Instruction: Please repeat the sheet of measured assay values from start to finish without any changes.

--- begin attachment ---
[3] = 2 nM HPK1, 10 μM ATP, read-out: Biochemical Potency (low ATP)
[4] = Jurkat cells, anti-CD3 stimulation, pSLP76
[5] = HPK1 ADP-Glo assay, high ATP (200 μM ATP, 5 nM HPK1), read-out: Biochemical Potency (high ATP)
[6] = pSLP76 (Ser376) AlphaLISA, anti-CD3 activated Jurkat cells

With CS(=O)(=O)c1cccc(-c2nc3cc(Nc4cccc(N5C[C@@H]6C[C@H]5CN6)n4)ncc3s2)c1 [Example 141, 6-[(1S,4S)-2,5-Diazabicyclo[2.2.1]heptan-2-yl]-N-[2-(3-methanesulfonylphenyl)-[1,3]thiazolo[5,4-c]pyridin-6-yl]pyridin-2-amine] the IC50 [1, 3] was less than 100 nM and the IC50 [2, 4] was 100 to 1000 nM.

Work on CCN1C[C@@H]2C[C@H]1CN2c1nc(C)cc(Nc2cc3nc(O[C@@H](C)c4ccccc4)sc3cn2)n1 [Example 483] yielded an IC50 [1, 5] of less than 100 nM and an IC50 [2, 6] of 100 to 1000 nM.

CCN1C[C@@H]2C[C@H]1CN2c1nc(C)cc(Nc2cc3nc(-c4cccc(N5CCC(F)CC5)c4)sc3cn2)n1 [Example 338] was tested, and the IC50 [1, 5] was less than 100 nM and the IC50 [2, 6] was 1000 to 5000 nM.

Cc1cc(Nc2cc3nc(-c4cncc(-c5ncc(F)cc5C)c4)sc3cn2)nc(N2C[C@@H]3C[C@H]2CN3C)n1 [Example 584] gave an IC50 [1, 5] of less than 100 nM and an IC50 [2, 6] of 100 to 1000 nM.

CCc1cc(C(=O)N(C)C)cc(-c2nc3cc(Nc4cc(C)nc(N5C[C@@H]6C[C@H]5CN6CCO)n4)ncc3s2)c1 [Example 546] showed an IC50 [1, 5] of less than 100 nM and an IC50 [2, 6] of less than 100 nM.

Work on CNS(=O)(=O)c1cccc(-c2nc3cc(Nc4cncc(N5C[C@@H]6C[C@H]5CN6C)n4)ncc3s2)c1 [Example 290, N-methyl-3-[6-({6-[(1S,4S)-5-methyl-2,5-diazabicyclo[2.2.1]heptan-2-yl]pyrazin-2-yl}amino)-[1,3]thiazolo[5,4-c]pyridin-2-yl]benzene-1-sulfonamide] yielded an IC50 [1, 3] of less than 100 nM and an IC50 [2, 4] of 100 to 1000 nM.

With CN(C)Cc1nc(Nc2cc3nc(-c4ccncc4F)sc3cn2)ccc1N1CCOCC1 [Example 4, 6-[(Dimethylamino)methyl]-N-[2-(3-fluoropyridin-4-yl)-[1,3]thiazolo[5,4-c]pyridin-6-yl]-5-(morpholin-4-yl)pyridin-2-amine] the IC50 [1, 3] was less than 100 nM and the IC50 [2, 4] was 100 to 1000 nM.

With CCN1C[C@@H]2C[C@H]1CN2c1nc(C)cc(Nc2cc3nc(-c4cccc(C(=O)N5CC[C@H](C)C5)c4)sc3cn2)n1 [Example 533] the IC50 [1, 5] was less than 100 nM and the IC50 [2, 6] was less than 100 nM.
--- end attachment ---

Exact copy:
[3] = 2 nM HPK1, 10 μM ATP, read-out: Biochemical Potency (low ATP)
[4] = Jurkat cells, anti-CD3 stimulation, pSLP76
[5] = HPK1 ADP-Glo assay, high ATP (200 μM ATP, 5 nM HPK1), read-out: Biochemical Potency (high ATP)
[6] = pSLP76 (Ser376) AlphaLISA, anti-CD3 activated Jurkat cells

With CS(=O)(=O)c1cccc(-c2nc3cc(Nc4cccc(N5C[C@@H]6C[C@H]5CN6)n4)ncc3s2)c1 [Example 141, 6-[(1S,4S)-2,5-Diazabicyclo[2.2.1]heptan-2-yl]-N-[2-(3-methanesulfonylphenyl)-[1,3]thiazolo[5,4-c]pyridin-6-yl]pyridin-2-amine] the IC50 [1, 3] was less than 100 nM and the IC50 [2, 4] was 100 to 1000 nM.

Work on CCN1C[C@@H]2C[C@H]1CN2c1nc(C)cc(Nc2cc3nc(O[C@@H](C)c4ccccc4)sc3cn2)n1 [Example 483] yielded an IC50 [1, 5] of less than 100 nM and an IC50 [2, 6] of 100 to 1000 nM.

CCN1C[C@@H]2C[C@H]1CN2c1nc(C)cc(Nc2cc3nc(-c4cccc(N5CCC(F)CC5)c4)sc3cn2)n1 [Example 338] was tested, and the IC50 [1, 5] was less than 100 nM and the IC50 [2, 6] was 1000 to 5000 nM.

Cc1cc(Nc2cc3nc(-c4cncc(-c5ncc(F)cc5C)c4)sc3cn2)nc(N2C[C@@H]3C[C@H]2CN3C)n1 [Example 584] gave an IC50 [1, 5] of less than 100 nM and an IC50 [2, 6] of 100 to 1000 nM.

CCc1cc(C(=O)N(C)C)cc(-c2nc3cc(Nc4cc(C)nc(N5C[C@@H]6C[C@H]5CN6CCO)n4)ncc3s2)c1 [Example 546] showed an IC50 [1, 5] of less than 100 nM and an IC50 [2, 6] of less than 100 nM.

Work on CNS(=O)(=O)c1cccc(-c2nc3cc(Nc4cncc(N5C[C@@H]6C[C@H]5CN6C)n4)ncc3s2)c1 [Example 290, N-methyl-3-[6-({6-[(1S,4S)-5-methyl-2,5-diazabicyclo[2.2.1]heptan-2-yl]pyrazin-2-yl}amino)-[1,3]thiazolo[5,4-c]pyridin-2-yl]benzene-1-sulfonamide] yielded an IC50 [1, 3] of less than 100 nM and an IC50 [2, 4] of 100 to 1000 nM.

With CN(C)Cc1nc(Nc2cc3nc(-c4ccncc4F)sc3cn2)ccc1N1CCOCC1 [Example 4, 6-[(Dimethylamino)methyl]-N-[2-(3-fluoropyridin-4-yl)-[1,3]thiazolo[5,4-c]pyridin-6-yl]-5-(morpholin-4-yl)pyridin-2-amine] the IC50 [1, 3] was less than 100 nM and the IC50 [2, 4] was 100 to 1000 nM.

With CCN1C[C@@H]2C[C@H]1CN2c1nc(C)cc(Nc2cc3nc(-c4cccc(C(=O)N5CC[C@H](C)C5)c4)sc3cn2)n1 [Example 533] the IC50 [1, 5] was less than 100 nM and the IC50 [2, 6] was less than 100 nM.